APICELLA et al v. HUNTER et al, No. 3:2016cv03599 - Document 62 (D.N.J. 2017)

Court Description: OPINION filed. Signed by Judge Anne E. Thompson on 4/3/2017. (mps)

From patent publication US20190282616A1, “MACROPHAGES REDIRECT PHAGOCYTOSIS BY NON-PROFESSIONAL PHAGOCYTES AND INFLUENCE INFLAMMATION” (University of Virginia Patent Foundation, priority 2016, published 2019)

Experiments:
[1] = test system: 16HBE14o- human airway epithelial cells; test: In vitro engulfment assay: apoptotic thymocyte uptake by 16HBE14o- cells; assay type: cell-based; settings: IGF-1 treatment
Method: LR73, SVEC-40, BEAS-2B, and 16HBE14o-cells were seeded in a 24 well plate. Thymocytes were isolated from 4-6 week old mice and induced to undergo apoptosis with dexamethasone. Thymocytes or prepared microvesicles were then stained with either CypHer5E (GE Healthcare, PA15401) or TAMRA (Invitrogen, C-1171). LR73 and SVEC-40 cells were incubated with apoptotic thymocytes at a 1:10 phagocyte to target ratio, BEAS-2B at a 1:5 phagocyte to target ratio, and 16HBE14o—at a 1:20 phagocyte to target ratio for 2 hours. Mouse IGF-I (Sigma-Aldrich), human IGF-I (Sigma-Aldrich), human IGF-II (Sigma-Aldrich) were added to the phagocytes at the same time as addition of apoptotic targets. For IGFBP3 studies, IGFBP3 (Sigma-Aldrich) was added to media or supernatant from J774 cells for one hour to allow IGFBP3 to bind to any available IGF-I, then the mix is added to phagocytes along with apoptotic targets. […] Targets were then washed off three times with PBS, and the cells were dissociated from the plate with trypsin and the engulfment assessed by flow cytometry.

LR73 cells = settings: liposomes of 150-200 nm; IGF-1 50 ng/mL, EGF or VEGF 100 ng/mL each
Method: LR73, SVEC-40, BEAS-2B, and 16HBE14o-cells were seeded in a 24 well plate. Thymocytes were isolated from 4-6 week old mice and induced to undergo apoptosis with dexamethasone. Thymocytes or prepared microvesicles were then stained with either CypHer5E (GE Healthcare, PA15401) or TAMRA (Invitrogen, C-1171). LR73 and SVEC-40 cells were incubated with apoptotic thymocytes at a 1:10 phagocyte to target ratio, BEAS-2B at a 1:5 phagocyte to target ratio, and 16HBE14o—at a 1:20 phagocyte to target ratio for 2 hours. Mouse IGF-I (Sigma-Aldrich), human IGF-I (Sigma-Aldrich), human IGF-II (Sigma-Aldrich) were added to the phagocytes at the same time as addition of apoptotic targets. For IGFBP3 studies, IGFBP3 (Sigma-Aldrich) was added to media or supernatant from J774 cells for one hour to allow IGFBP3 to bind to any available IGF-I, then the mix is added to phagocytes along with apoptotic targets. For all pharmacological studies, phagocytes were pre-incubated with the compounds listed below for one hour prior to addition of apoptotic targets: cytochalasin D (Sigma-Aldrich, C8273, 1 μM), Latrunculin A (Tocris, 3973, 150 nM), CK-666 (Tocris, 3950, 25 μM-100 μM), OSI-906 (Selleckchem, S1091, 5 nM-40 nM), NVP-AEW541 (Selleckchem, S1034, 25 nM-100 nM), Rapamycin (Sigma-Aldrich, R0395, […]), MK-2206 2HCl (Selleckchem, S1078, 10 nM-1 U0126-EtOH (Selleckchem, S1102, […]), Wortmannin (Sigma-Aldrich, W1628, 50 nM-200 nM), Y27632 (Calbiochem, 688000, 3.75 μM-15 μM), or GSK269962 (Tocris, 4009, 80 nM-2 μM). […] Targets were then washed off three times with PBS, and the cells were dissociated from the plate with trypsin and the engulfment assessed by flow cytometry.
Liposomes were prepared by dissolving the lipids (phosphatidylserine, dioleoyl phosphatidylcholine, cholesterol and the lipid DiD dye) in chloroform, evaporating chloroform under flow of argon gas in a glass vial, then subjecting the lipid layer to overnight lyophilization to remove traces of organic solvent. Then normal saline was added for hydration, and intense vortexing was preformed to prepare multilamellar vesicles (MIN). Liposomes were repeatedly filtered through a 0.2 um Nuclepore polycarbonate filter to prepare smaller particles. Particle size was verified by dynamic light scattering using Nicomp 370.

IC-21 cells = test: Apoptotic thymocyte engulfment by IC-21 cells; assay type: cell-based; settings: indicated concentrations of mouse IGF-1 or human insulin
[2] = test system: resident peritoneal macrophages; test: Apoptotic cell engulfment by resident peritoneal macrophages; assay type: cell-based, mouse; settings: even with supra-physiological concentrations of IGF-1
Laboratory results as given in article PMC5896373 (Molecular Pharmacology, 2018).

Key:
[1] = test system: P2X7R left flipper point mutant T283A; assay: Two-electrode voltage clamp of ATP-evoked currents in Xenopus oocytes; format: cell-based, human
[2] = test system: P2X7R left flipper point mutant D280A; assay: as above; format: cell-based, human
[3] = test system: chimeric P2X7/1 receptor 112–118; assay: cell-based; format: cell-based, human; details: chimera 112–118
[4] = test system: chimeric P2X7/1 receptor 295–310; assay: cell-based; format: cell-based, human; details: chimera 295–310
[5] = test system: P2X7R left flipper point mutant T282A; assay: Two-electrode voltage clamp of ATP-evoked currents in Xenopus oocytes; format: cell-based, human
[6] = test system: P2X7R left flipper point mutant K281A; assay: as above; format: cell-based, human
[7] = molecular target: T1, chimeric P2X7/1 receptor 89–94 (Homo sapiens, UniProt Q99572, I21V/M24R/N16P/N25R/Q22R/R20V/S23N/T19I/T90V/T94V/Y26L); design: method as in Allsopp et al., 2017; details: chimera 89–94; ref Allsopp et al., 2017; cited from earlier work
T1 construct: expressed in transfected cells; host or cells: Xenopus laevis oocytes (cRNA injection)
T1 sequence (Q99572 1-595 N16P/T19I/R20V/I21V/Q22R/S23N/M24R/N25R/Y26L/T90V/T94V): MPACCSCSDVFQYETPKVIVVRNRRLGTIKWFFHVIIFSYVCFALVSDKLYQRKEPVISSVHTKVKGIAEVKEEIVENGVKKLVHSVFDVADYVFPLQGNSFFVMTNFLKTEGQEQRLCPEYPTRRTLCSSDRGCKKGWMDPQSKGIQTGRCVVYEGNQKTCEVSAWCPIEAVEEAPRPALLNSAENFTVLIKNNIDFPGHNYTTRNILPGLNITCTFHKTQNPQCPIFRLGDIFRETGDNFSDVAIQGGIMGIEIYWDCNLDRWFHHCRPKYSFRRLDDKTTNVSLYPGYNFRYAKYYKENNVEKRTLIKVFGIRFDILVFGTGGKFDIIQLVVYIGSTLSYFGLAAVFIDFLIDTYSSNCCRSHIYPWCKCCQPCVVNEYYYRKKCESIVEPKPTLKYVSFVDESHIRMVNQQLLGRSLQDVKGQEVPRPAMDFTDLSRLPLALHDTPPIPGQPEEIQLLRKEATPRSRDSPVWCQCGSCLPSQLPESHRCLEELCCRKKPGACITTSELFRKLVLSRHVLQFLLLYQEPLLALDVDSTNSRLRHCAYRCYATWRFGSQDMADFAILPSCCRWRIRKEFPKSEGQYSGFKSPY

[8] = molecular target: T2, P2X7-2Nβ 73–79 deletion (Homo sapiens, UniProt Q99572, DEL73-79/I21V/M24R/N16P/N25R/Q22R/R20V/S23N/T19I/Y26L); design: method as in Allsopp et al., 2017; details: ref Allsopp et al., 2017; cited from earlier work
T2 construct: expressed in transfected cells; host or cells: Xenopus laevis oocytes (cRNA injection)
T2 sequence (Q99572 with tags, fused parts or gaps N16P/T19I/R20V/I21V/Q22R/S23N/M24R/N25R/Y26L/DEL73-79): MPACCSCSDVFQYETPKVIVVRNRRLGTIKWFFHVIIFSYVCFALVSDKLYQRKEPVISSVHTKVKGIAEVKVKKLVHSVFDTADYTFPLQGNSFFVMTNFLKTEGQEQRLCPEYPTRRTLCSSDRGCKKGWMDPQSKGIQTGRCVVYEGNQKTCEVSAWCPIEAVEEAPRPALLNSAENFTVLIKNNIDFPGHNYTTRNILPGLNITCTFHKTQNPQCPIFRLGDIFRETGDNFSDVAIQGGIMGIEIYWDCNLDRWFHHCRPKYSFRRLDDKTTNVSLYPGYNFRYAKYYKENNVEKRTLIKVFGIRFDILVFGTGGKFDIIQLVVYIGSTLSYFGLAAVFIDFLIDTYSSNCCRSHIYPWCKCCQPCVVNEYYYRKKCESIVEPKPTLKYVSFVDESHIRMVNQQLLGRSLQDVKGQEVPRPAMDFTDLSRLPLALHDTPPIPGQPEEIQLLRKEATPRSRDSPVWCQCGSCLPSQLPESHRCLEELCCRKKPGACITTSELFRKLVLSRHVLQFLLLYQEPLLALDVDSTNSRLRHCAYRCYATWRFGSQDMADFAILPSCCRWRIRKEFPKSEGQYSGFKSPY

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APICELLA et al v. HUNTER et al Doc. 62 RECEIVED NOT FOR PUBLICATION UNITED STATES DISTRICT COURT µISTRICT OF NEW JERSEY - APR 03 2017 AT 8:30 WILiJAM T. WAL CLERK STEVEN T. APICELLA, CARL ROBERT ARON, JOHN A. PACELLA, ROBERT A. LOPEZ, GREGORY A. MUNCHRATH, NAGAH M. RAMADAN, CHERRILL EDWINA SHEA, SH Civ. No. 16-3599 OPINION Plaintiffs, v. MICHAEL W. HUNTER, B. ERIC SNERTSEN, RANDALL N. SMITH, Defendants. THOMPSON, U.S.D.J. INTRODUCTION This matter is before the Court on multiple motions. Plaintiffs Steven T. Apicella, Carl Robert John A. Pacella, Robert A. Lopez, Gregory A. Munchrath, Nagah M. Ramadan, and Cherrill Edwina Shea (collectively "Plaintiffs") bring a motion to dismiss counterclaims and motion for partial judgment on the pleadings. (ECF No. 22). Defendants B. Eric Sivertsen and Randall N. Smith ("Defendants Smith and Sivertsen") oppose. (ECF No. 32). Defendant Michael W. Hunter ("Defendant Hunter'') also opposes. (ECF No. 33). Plaintiffs also bring a motion for sanctions against Defendants Smith and Sivertsen. (ECF No. 55). Defendants Smith and Sivertsen oppose. (ECF No. 58). The Court has decided the motions based upon the written submissions of the parties and a hearing held on February 7, 2017. For the reasons stated herein, Plaintiffs' motion to dismiss counterclaims will be granted in part and denied in part, Plaintiffs' motion for partial judgment on the pleadings will be denied, and Plaintiffs' motion for sanctions will be denied. 1 Dockets.Justia.com BACKGROUND This is an action for unpaid wages brought under the Fair Labor Standards Act ("FLSA") and the wage statutes of New Jersey, Massachusetts, and Washington. All of the plaintiffs were previously employed by RCC Consultants, Inc. ("RCC"). Six of the seven plaintiffs were also officers of RCC. Defendants are the three members of RCC' s board of directors. Defendant Hunter was and is RCC's President and CEO. Defendant Sivertsen was and is the Executive Vice President, Secretary, and Treasurer of RCC. Despite this title, Defendant Sivertsen disputes that he ever functioned in such capacity. Defendant Smith was and is the Chairman ofthe Board of Directors ofRCC. RCC is an entity that is proceeding in Chapter 11 in the United States Bankruptcy Court for the District of New Jersey, Case No. 15-18274 (MBK). In their Complaint, Plaintiffs allege that Defendants were involved in decisions not to compensate Plaintiffs for work performed in their capacity as employees of RCC. In Count I of Plaintiff's Complaint, Plaintiffs assert a claim for unpaid minimum wage and liquidated damages under the FLSA, 29 U.S.C. § 201, et seq. In Counts II and III, Plaintiffs Apicella, Lopez, and Ramadan sue under the New Jersey Wage laws. In Count IV, Plaintiffs Aron and Shea sue under the Washington Wage Law. In Count V, Plaintiff Pacella sues under the Massachusetts Wage Payment Law. Defendant Hunter filed an answer to the Complaint and a counterclaim against Plaintiffs seeking a declaratory judgment that he is not liable to Plaintiffs. (Hunter Ans. and Counterclaim, mfl24--130, ECF No. 9). Defendants Smith and Sivertsen filed an answer to the Complaint and filed ten counterclaims against the various Plaintiffs. (See ECF No. 8). Defendants Smith and Sivertsen asserted seven cross claims against Defendant Hunter. (Id.). Additionally, Defendants Smith and Sivertsen filed a third-party complaint, which included nine claims, against Third-Party Defendants Richard Morelli ("Morelli"), Lori 2 Beauregard (''Beauregard"), and Thomas Gray ("Gray''). Defendant Hunter also filed a thirdparty complaint against Morelli, Beauregard, and Gray. Plaintiffs filed a motion to dismiss Defendants' counterclaims and motion for partial judgment on the pleadings as well as a motion · for sanctions. These motions are currently before the Court. DISCUSSION I. Plaintiffs' Motion to Dismiss Counterclaims A motion under Federal Rule of Civil Procedure l 2(b)(6) tests the sufficiency of a complaint. Kost v. Koza/dewicz, 1 F .3d 176, 183 (3d Cir. 1993). The moving party bears the burden of showing that no claim has been presented. Hedges v. United States, 404 F.3d 744, 750 (3d Cir. 2005). When considering a Rule 12(b)(6) motion, a district court should conduct a three-part analysis. See Malleus v. George, 641 F.3d 560, 563 (3d Cir. 2011). "First, the court must 'talce note of the elements a plaintiff must plead to state a claim."' Id. (quoting Ashcroft v. Iqbal, 56 U.S. 662, 675 (2009)). Second, the court must accept as true all of a plaintiff's wellpleaded factual allegations and construe the complaint in the light most favorable to the plaintiff. Fowler v. UPMC Shadyside, 578 F.3d 203, 210-11 (3d Cir. 2009); see also Connelly v. Lane Const. Corp., No. 14-3792, 2016 WL 106159 (3d Cir. Jan. 11, 2016). However, the court may disregard any conclusory legal allegations. Fowler, 578 F.3d at 203. Finally, the court must determine whether the·"facts are sufficient to show that plaintiff has a 'plausible claim for relief."' Id. at 211 (quoting Iqbal, 556 U.S. at 679). If the complaint does not demonstrate more than a "mere possibility of misconduct," the complaint must be dismissed. See Gelman v. State FarmMut. Auto; Ins. Co., 583 F.3d 187, 190 (3d Cir. 2009) (quoting Iqbal, 556 U.S. at 679). a. Defendant Hunter's Counterclaim Defendant Hunter filed a counterclaim against Plaintiffs seeking a declaratory judgment that he is not liable to Plaintiffs for non-payment of wages because Plaintiffs knowingly 3 developed, approved of, and participated in a plan to forgo wages that they now claim they are entitled to. (Hunter Answer and Counterclaim, mfl24-130, ECF No. 9). Plaintiffs argue that consent is not a defense to liability for non-payment of wages under any of the relevant statutes in this case, and as a result, Defendant Hunter's Counterclaim should be dismissed. In response, Hunter argues that Plaintiffs are not employees, but rather are employers under all of the relevant statutes, so any potential bar against waiver or deferment of wages does not apply and his counterclaim is valid.. As the moving party, Plaintiffs bear the burden of showing that no claim has been presented, and the Court must construe Defendant Hunter's counterclaim in the light most favorable to him. Plaintiffs have not sufficiently addressed how the employment classifications of the parties, under the relevant statutes in this case, affect Defendant Hunter's counterclaim. Therefore, the Court is not persuaded that Plaintiffs have met their burden of demonstrating that Defendant Hunter has not set forth a plausible counterclaim. Plaintiffs' motion to dismiss Defendant Hunter's counterclaim will be denied. b. Defendants Smith and Sivertsen's Counterclaims Defendants Smith and Sivertsen filed ten counterclaims against the various Plaintiffs. 1 Plaintiffs make several arguments for dismissal of Defendant Smith and Sivertsen' s counterclaims. 1) Breach of Contract against Plaintiff Aron; 2) Fraud against Plaintiffs Apicella, Aron, Munchrath, Lopez, Ramadan and Pacella; 3) Intentional Misrepresentation against Plaintiffs Apicella, Aron, Munchrath, Lopez, Ramadan and Pacella; 4) Civil Conspiracy against all Plaintiffs; 5) Civil Conspiracy against Plaintiffs Apicella, Aron, Munchrath, Lopez, Ramadan and Pacella; 6) Breach of Fiduciary Duties against Plaintiffs Apicella, Aron, Munchrath, Lopez, Ramadan and Pacella; 7) Breach of Implied Covenant of Good Faith and Fair Dealing against Plaintiffs Apicella, Aron, Munchrath, Lopez, Ramadan and Pacella; 8) Libel/Defamation against all Plaintiffs; 9) Aiding and Abetting against all Plaintiffs; 10) Breach of Contract (LLC Agreement) against Plaintiffs Apicella, Aron, Munchrath, Lopez, Ramadan and Pacella. (See ECFNo. 8). 4 1 ·,/ Defendants Smith and Sivertsen assert a counterclaim for "Libel/Defamation'' in Count VIII of the answer and counterclaims. Defendants Smith and Sivertsen claim that the allegations made in Plaintiff's Complaint are false and that Plaintiffs should be held liable for libel/defamation. Plaintiffs argue that Defendants Smith and Sivertsen's "Libel/Defamation" counterclaim must be dismissed because statements in pleadings are privileged. New Jersey's litigation privilege applies to "any communication (1) made in judicial or quasi-judicial proceedings; (2) by litigants or other participants authorized by law; (3) to achieve the objects of the litigation; and (4) that have some connection or logical relation to the action. Whether a defendant is entitled to the privilege is a question oflaw." Hawkins v. Harris, 141N.J.207, 216 (1995) (citations omitted). Where the litigation privilege applies, the defendant is imrtlune from liability for her conduct. Id. at 287. "Under New Jersey law, the purposeful dissemination of defamatory allegations contained in a pleading, for purposes of obtaining publicity of the allegation, causes the otherwise privileged· allegations to lose their protected status when published." Bender v. Smith Barney, Harris Upham & Co., 901 F. Supp. 863, 871 (D.N.J. 1994). Defendants cite Bender to argue that Plaintiffs purposefully made false statements in their Complaint to discredit Defendants, and therefore the allegations in Plaintiffs' Complaint are not privileged. In that case, a copy of a claim was sent to a member of the press. Id. However, in this case, Plaintiffs simply made allegations in their Complaint against Defendants and did not engage in further dissemination of the claims such that the litigation privilege would not apply. The Court is persuaded that all of the litigation privilege factors are satisfied here. As a result, the statements made by Plaintiffs in their Complaint are privileged, and this Counterclaim is not legally viable. Count VIII will be dismissed. Having considered all of Plaintiffs' other arguments for dismissal of Defendants' counterclaims, the Court is not persuaded that claims have not been presented such that dismissal 5 of any other counterclaims is warranted. Therefore, Plaintiffs' motion to dismiss will be granted as to Count VIII of Defendant Smith and Sivertsen's counterclaims and denied as to all other counterclaims. II. Plaintiffs' Motion for Partial Judgment on the Pleadings Federal Rule of Civil Procedure 12(c) states that "[a]fter the pleadings are closed-but early enough not to delay trial-a party may move for judgment on the pleadings." A court will grant judgment on the pleadings only if the movant clearly establishes that there are no material issues of fact and he is entitled to judgment as a matter of law. Sikirica v. Nationwide Ins. Co., 416 F.3d 214, 220 (3d Cir. 2005). A court will accept the complaint's well-pleaded allegations as true, and construe the complaint in the light most favorable to the nonmoving party, but will not accept unsupported conclusory statements. DiCarlo v. St. Mary Hosp., 530 F.3d 255, 262 (3d Cir. 2008) (citing Allah v. Brown, 351 F. Supp. 2d 278, 280 (D.N.J. 2004)). Issues of fact remain as to the roles, actions, and potential liability of Defendants such that the Court is not persuaded that Plaintiffs have demonstrated that they are entitled to judgment as a matter of law. To the extent that Plaintiffs move for partial judgment on the pleadings, the motion is denied. III. Plaintiffs' Motion for Sanctions Federal Rule· of Civil Procedure 11 provides that a court may impose sanctions upon an attorney or party for filing documents for an improper purpose, making frivolous arguments, or maldng allegations that lack evidentiaty support. See Fed. R. Civ. P. 1 l{b}-{c). In deciding whether to impose sanctions, courts look objectively to whether the imposition of sanctions would be reasonable under the circumstances. Martin v. Brown, 63 F.3d 1252, 1264 (3d Cir. 1995). The Third Circuit has indicated that "[g]enerally, sanctions are prescribed 'only in the exceptional circumstance where a claim or motion is patently unmeritorious or frivolous."' Ford Motor Co. v. Summit Motor Prods., Inc., 930 F.2d 277, 289 (3d Cir. 1991) (quoting Doering v. 6 ./ Union County Bd. of Chosen Freeholders, 851F.2d191, 194 (3d Cir. 1988)). Rule 11 Sanctions are to be imposed only in exceptional circumstances. In this case, Plaintiff has not sufficiently demonstrated that Defendants' Smith and Sivertsen engaged in conduct that warrants the extreme remedy of the imposition of sanctions under Rule 11. Plaintiffs' motion for sanctions is denied. CONCLUSION For the foregoing reasons, Plaintiffs' motion to dismiss counterclaims will be granted in part and denied in part. Plaintiffs' motion for partial judgment on the pleadings will be denied. Plaintiffs' motion for sanctions will be denied. An appropriate order will follow. Pz>17 7 ANNE E. THOMPSON,